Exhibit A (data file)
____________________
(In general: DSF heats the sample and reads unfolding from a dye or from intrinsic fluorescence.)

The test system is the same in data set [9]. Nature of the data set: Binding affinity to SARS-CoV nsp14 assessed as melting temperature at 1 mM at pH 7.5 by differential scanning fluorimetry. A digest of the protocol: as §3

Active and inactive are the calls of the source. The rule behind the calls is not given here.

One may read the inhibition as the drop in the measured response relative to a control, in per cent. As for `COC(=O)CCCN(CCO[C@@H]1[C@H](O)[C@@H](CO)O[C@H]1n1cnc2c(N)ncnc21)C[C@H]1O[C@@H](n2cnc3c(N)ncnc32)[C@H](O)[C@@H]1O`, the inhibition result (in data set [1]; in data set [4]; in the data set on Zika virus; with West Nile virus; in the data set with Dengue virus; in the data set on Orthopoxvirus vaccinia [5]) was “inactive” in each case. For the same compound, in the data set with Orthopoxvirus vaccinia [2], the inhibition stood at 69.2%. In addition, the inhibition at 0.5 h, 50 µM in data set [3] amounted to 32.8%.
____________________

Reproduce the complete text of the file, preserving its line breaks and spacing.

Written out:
(In general: DSF heats the sample and reads unfolding from a dye or from intrinsic fluorescence.)

The test system is the same in data set [9]. Nature of the data set: Binding affinity to SARS-CoV nsp14 assessed as melting temperature at 1 mM at pH 7.5 by differential scanning fluorimetry. A digest of the protocol: as §3

Active and inactive are the calls of the source. The rule behind the calls is not given here.

One may read the inhibition as the drop in the measured response relative to a control, in per cent. As for `COC(=O)CCCN(CCO[C@@H]1[C@H](O)[C@@H](CO)O[C@H]1n1cnc2c(N)ncnc21)C[C@H]1O[C@@H](n2cnc3c(N)ncnc32)[C@H](O)[C@@H]1O`, the inhibition result (in data set [1]; in data set [4]; in the data set on Zika virus; with West Nile virus; in the data set with Dengue virus; in the data set on Orthopoxvirus vaccinia [5]) was “inactive” in each case. For the same compound, in the data set with Orthopoxvirus vaccinia [2], the inhibition stood at 69.2%. In addition, the inhibition at 0.5 h, 50 µM in data set [3] amounted to 32.8%.